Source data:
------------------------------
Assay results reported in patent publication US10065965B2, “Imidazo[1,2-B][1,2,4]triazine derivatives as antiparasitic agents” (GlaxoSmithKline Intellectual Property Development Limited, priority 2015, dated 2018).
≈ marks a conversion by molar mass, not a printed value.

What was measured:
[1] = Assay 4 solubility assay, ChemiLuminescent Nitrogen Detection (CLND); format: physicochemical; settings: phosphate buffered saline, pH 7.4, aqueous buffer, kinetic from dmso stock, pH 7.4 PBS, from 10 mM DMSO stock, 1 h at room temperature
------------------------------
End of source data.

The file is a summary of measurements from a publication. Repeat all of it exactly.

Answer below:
Assay results reported in patent publication US10065965B2, “Imidazo[1,2-B][1,2,4]triazine derivatives as antiparasitic agents” (GlaxoSmithKline Intellectual Property Development Limited, priority 2015, dated 2018).
≈ marks a conversion by molar mass, not a printed value.

What was measured:
[1] = Assay 4 solubility assay, ChemiLuminescent Nitrogen Detection (CLND); format: physicochemical; settings: phosphate buffered saline, pH 7.4, aqueous buffer, kinetic from dmso stock, pH 7.4 PBS, from 10 mM DMSO stock, 1 h at room temperature